Many thanks to my good friend and fellow master gardener, Vicki Adams, for her advice for this column and to “Texas Gardener” magazine for an excellent article on this subject last spring.  A grudging thank you to my husband, who remembers very well my first attempt at growing clematis here, well before I had the slightest idea what I was doing in the garden.  I say grudging because I planted my clematis one day, went outside the next and found it dead, and came inside.  I told him even I had never managed to kill anything so quick.  He did finally confess, a year later, that he had cut it down with the weed eater.  Thanks to his confession, I have two beautiful clematis vines that I have enjoyed now for several years, with plans to add to my collection. (more…)


Valentines Day Means Time to Prune Your Roses

by Kathy Feagan

Valentine’s Day is the traditional time to think about pruning your roses but it is actually just the ‘starting point’. Now is the time to start thinking about pruning and bed-building. It’s not just for roses, it is also a great time to ‘gently’ prune your crape myrtles, too.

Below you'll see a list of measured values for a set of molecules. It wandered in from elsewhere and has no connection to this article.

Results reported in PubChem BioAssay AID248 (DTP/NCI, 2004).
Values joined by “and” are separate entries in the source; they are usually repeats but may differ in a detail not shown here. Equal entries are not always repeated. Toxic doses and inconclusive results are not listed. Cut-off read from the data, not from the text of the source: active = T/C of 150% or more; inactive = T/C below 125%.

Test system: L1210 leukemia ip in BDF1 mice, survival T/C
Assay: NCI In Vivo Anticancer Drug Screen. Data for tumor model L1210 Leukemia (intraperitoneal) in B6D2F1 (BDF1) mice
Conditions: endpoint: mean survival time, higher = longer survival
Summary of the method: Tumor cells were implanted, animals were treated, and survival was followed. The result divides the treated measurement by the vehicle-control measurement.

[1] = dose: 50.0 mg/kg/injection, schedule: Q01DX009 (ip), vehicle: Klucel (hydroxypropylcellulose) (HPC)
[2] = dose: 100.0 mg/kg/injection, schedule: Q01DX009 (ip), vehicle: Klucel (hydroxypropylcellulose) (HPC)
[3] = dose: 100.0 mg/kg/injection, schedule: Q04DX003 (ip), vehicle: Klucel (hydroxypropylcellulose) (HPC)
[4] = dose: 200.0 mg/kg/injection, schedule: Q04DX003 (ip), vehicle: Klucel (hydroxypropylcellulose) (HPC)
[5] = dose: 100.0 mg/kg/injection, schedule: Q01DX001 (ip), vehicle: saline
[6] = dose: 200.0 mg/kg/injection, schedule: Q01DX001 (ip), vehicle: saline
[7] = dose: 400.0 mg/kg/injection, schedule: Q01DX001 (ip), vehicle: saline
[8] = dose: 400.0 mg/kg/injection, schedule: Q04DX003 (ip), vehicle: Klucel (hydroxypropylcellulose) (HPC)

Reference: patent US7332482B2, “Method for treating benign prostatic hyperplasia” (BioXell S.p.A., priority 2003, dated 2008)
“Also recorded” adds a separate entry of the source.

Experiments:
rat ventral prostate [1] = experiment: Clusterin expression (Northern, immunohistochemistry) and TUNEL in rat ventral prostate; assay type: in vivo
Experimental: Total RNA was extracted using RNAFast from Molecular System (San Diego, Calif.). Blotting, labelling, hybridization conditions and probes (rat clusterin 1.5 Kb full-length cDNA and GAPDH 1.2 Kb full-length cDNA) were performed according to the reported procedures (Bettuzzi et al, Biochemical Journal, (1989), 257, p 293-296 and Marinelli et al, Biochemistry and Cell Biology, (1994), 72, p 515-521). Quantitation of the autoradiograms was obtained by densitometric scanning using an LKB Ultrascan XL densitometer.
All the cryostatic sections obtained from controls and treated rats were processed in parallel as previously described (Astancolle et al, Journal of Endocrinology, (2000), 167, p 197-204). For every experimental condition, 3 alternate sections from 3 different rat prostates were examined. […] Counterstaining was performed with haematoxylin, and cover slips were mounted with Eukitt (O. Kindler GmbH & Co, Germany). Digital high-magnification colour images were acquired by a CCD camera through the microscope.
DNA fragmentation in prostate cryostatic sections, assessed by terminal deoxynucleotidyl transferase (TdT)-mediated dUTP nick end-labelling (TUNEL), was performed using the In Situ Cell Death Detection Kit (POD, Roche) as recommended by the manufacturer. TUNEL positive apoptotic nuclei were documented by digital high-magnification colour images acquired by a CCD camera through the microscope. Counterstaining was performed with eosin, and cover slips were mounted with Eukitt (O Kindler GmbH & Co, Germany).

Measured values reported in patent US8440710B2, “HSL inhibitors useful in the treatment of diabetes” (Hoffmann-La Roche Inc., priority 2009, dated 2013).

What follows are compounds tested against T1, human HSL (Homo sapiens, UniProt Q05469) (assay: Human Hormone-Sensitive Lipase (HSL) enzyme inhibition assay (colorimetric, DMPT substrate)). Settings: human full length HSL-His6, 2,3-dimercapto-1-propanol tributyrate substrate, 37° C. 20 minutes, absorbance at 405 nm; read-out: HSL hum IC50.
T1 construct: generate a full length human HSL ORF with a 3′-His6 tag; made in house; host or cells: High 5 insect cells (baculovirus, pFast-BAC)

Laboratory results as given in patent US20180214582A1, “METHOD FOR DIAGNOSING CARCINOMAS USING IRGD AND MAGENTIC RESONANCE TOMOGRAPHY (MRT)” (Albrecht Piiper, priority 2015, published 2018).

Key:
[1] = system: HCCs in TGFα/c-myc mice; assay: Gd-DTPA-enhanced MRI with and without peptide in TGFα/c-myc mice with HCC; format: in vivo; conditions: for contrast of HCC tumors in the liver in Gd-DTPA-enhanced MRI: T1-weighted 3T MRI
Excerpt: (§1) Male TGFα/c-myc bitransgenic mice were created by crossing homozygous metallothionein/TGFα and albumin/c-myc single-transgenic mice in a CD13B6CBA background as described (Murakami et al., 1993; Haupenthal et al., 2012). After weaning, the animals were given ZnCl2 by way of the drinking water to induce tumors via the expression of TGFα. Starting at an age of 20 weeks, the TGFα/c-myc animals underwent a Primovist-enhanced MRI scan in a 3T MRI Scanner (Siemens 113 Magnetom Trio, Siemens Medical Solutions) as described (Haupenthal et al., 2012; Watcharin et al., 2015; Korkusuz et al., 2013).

Roses need a great home. They need at least 6 hours of sun each day and a nice, rich soil with very good drainage. You might have to do some amending. Roses grow laterally and shallow, so you can do great with a raised bed.

Pruning controls the size and shape of your roses and keeps the varieties blooming repeatedly all summer long as they flower with new growth. Well established hybrid teas, floribundas and grandifloras should receive a pretty major pruning each spring after the winter protection is removed and just as the buds swell – which is why Valentine’s Day is the key date used to begin the process. After this pruning, all that’s needed through the growing season is to remove any diseased foliage or canes and to dead-head, cutting the stems just above the first five leaflet leaf. (more…)


Observations and Experiments with Soils

by Audrey Gillespie

Let’s talk dirt, specifically the soil in our landscapes.  What can we learn from observation and a few easy, quick experiments?  What conclusions can we draw from these?  Are there any reasonable actions that we might want to take as a result?  Grab your lab coat and come along. (more…)